Depending on the Metro Council member or candidate asked, the second version of proposed redrawn Metro Council lines is either an improvement from the initial draft or one riddled with problems.
“I’ve got my district back,” said Bellevue-area Councilman Bo Mitchell, who had lost approximately 60 percent of his constituent base in redistricted boundaries released last week. “Flood victims I’d been representing were no longer in my district.”
The Metro Planning Department on Monday released a revamped council map known as “Plan B,” which features radical changes from its first proposal unveiled last Wednesday. The department is expediting the redistricting process just weeks before the May 19 candidate qualifying deadline and four months prior to Metro’s Aug. 4 election.
The map will evolve again, with a third map coming out Wednesday before the planning department recommends a final draft to the planning commission Thursday morning. The commission will vote on new council and school board lines later that day.
Council members like Mitchell appreciated the changes in Bellevue, but representatives like Antioch-area Councilman Robert Duvall had a different reaction. Under the second draft, Duvall stands to lose several neighborhoods he currently represents. He said he’s handed the planning department a proposal of his own.
“I’ve given them another plan,” Duvall said. “When we first started this, my understanding was that we were going to try to keep the districts as close and as similar as what they were.”
Another wrinkle in Duvall’s District 33 is the situation with former school board member Karen Johnson, who had qualified to run to succeed outgoing council member Vivian Wilhoite. With the revamped lines, Duvall and Johnson would be competing for the same seat.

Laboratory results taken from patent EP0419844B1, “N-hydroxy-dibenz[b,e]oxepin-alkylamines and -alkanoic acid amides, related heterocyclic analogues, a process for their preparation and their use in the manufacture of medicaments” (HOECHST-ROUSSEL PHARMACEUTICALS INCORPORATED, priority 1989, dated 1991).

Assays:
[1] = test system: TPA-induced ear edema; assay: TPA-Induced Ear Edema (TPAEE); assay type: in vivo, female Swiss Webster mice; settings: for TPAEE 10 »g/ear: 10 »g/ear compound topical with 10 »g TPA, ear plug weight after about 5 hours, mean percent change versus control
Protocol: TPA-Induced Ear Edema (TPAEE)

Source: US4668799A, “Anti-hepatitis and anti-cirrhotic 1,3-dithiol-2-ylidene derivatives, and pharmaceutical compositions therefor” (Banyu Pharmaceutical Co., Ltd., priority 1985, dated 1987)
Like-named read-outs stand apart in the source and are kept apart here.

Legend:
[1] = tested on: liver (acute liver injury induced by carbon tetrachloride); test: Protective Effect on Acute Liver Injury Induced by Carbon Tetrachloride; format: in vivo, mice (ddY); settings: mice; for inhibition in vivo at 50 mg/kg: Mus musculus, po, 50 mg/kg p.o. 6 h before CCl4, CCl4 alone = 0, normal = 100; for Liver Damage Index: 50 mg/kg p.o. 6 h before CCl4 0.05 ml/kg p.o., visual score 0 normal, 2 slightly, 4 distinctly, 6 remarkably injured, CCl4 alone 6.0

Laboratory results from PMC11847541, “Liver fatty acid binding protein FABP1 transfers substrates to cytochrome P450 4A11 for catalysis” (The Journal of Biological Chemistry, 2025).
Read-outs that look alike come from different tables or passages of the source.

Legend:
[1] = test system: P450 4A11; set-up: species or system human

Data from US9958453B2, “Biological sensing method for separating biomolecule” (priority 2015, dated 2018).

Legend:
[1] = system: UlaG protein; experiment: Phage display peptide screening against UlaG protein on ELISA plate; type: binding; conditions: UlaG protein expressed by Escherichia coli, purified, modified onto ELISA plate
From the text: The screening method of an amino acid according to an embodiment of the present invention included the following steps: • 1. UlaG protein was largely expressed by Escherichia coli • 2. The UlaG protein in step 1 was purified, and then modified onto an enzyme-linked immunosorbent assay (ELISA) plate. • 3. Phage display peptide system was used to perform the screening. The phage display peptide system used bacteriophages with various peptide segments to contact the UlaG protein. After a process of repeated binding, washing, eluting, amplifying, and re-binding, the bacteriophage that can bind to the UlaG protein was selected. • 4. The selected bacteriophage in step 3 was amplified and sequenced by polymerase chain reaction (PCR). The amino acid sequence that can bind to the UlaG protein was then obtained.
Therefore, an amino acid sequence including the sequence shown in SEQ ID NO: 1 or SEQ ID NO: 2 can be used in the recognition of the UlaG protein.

There’s also the case of candidate Brady Banks, who had originally sought to run to represent the council’s Nippers Corner-area seat. The first round of changes grouped his home address with a Crieve Hall-area district. The second round has placed him inside the district represented by Forest Hills-area Councilman Carter Todd.
“It’s a different council district every week,” said Banks, who stressed he’s going to continue working hard.
“You would have lots on one side with $1 million homes,” referring to how Interstate-65 runs through the proposed district. “Where I live, it’s town homes, condos and apartments that are easily purchased under $200,000. So, there’s not a whole lot in common with that side of the interstate.”
Metro Planning Department director Rick Bernhardt said the new plan seeks to “reunite neighborhoods.” Some had criticized the first draft for supposedly dividing communities.
Unlike the first draft, Bernhardt said “Plan B” combines The Nations neighborhood in West Nashville into one district. He also said it reunites the Belmont and Hillsboro-West End areas, as well as Woodbine, Edgehill, Inglewood, Madison and Goodlettsville.